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The term "advanced persistent threat" is tossed around so frequently that some people might think that every cyberattack results from an APT. This is far from the case. In fact, APTs represent a very dangerous category of cyber threats that use sophisticated resources and techniques to evade detection and that are tenacious in their mission, whether it's to steal information or disrupt normal operations.
NIST defines advanced persistent threat by describing three characteristics. The APT:
1. Pursues its objectives repeatedly over an extended period of time
2. Adapts to defenders’ efforts to resist it
3. And is determined to maintain the level of interaction needed to execute its objectives.
An attacker who uses APTs is smart and knows what he is looking for. And he has many ways to penetrate a network. Once he does penetrate a network, he looks to get to the asset he wants.
The first time he lands on a machine on the network, he needs to orient himself. In order to move laterally to find the asset he is seeking, he needs to answer two questions: Where can I go from here, and how do I get privileged to execute that move? This process is called orientation and propagation. Very often an attacker has to make hundreds or even thousands of small moves to reach the target asset.
If an attacker is proficient at this process, little can stop him. He knows how to be evasive, often by mimicking legitimate user activities so as not to stand out. Moreover, the attacker has one big advantage over defenders: asymmetry in what defines mission success. The attacker can fail 99 times out of 100, and if he only succeeds once, he is a winner. If defenders are successful 99 times out of 100, they have lost the battle.
Illusive Networks is a security company that specializes in the use of deception to address the scourge of APTs. The company believes you have to think like an attacker in order to catch and stop an attacker who is already inside your network. In fact, the company has a number of ex-attackers on staff who share their perspectives with their colleagues to help make a more useful solution.
Illusive Networks plants deceptions everywhere in your network so that no matter where an attacker first lands after penetration, he is presented with false answers to the questions he must answer to move around the network.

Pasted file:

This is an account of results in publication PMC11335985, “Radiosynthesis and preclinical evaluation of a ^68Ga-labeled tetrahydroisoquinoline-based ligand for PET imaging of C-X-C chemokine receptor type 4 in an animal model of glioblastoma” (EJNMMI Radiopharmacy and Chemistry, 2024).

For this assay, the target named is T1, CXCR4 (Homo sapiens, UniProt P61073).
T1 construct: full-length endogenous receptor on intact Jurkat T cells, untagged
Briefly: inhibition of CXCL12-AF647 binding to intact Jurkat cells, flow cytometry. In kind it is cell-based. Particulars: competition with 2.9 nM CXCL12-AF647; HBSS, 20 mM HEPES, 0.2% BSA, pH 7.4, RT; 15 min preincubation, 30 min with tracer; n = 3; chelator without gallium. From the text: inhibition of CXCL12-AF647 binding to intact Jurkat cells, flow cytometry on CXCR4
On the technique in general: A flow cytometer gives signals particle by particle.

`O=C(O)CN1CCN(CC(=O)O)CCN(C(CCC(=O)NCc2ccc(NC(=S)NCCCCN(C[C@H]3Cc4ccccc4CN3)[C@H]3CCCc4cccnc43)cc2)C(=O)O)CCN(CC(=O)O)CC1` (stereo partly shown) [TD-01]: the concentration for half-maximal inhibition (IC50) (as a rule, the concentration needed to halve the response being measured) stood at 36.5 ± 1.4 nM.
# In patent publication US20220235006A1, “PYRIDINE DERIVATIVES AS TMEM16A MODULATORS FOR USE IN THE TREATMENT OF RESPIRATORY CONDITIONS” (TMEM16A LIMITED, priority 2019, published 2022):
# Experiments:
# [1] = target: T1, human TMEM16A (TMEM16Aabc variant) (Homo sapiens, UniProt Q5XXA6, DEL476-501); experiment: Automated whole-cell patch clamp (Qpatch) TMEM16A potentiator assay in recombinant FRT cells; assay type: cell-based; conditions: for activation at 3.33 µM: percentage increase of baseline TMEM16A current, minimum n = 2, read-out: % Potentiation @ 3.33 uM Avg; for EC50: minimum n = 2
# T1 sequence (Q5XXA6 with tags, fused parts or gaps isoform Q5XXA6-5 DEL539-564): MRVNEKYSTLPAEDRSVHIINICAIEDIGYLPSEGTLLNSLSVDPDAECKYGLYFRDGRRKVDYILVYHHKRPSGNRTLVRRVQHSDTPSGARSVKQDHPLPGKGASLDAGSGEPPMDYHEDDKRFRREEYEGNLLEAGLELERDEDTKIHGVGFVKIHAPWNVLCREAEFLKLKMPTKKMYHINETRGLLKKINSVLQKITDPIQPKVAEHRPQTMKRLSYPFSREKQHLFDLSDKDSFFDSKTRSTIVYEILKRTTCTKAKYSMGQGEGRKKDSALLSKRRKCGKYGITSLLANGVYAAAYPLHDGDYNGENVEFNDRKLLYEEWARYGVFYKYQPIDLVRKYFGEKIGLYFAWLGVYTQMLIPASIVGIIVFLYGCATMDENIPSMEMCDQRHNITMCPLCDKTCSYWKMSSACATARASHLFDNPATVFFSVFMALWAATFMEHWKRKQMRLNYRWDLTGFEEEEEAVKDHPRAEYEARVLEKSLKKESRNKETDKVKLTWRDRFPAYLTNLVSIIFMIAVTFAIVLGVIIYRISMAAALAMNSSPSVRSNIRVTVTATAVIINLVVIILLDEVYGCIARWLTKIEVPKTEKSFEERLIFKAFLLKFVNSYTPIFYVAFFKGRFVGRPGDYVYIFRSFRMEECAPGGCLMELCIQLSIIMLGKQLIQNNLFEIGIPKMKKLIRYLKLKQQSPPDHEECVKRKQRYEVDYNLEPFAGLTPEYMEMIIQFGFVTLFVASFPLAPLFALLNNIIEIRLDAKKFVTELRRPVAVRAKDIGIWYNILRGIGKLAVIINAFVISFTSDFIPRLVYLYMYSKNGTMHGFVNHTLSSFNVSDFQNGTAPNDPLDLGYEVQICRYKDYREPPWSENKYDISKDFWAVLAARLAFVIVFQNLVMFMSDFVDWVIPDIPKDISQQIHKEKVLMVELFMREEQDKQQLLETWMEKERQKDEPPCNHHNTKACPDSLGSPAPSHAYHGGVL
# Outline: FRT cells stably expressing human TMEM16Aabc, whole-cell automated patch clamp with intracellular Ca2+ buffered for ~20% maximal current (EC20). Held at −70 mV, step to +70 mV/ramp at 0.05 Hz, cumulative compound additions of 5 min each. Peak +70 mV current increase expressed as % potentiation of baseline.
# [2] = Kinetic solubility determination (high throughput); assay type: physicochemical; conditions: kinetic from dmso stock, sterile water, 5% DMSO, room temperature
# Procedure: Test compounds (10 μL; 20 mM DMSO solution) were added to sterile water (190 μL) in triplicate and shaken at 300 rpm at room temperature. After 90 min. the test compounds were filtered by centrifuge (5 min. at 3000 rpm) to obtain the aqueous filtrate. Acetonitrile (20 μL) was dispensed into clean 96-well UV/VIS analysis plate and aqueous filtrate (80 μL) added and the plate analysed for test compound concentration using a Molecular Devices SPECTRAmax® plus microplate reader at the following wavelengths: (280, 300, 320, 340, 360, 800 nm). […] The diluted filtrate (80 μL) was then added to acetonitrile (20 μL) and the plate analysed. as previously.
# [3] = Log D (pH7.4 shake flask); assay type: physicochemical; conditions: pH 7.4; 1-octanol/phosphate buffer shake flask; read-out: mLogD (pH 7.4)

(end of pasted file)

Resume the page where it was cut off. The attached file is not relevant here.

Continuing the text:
On the first question – "Where can I move from here?" – if he had three legitimate possibilities, Illusive Networks will present him with 20 choices. Only three of them are real and the other 17 are traps. If he needs credentials to make a move, and he finds two sets of legitimate credentials, Illusive Networks will provide him with an additional ten sets, so now he has 12 credentials he can work with.
Each time he is using the deceptive credentials or moving to a deceptive computer – which doesn't even exist – the attacker is getting detected because there are sensors behind every deception. By doing this, Illusive Networks has flipped the asymmetric situation on its head because if the attacker is making one mistake, he is getting detected right away.
In addition to increasing the chances of detecting the attacker's moves, Illusive Networks launches a forensic application that collects essential forensic data in real-time from two minutes before the attack, during the actual attack, and two minutes thereafter. This information gets sent to your SOC so security analysts know where the attacker is in the network, what he is doing, and how he got in. Illusive Networks also can automate a response, if desired, to shut down the attack.
Delivery of this solution uses on-premises software on two servers. A Deception Management Server is the management console where deceptions are created and deployed and the forensic tool is launched in real-time when an attack is detected. A Trap Server triggers alerts when a sensor detects that a deception has been tripped. No agent software is installed on any devices in your network.
A unique feature of the Deception Management System is it is continuously planting new and different deceptions in order to reflect the way your network is changing over time. The deceptions also adapt to the existing attributes the attacker is using. This makes the illusion appear all the more real to the attacker.
Illusive Networks claims to have no false positives. Neither legitimate end users nor the IT professionals can see the deceptions or know they are there. The deception sensors would only be triggered if an attacker – even someone from the inside – lands on them. What's more, Illusive Networks says it only takes a few moves, and sometimes only one, before an attacker is detected. With a typical advanced attack requiring hundreds or thousands of moves to get to the target asset, the person should be detected long before he is successful in his mission.
With ransomware being a pervasive problem today, Illusive Networks addresses this problem with special deceptions. First the company creates the illusion of backup data – essentially a mirage – with the hope the ransomware will target this data instead of your real backup data. If the malware attempts to delete this backup data mirage, it is detected and gets killed. Likewise, Illusive Networks plants the deception of critical data that ransomware typically targets for encryption. Again, if this mirage data is hit, the attack gets detected and is killed. The ransomware can never complete its mission to put a stranglehold on your real data.
This strategy sounds a bit like a chess game where the malicious opponent encounters a checkmate after only one or two moves. With the stakes of a cyberattack being so high, a quick end to the match is critical.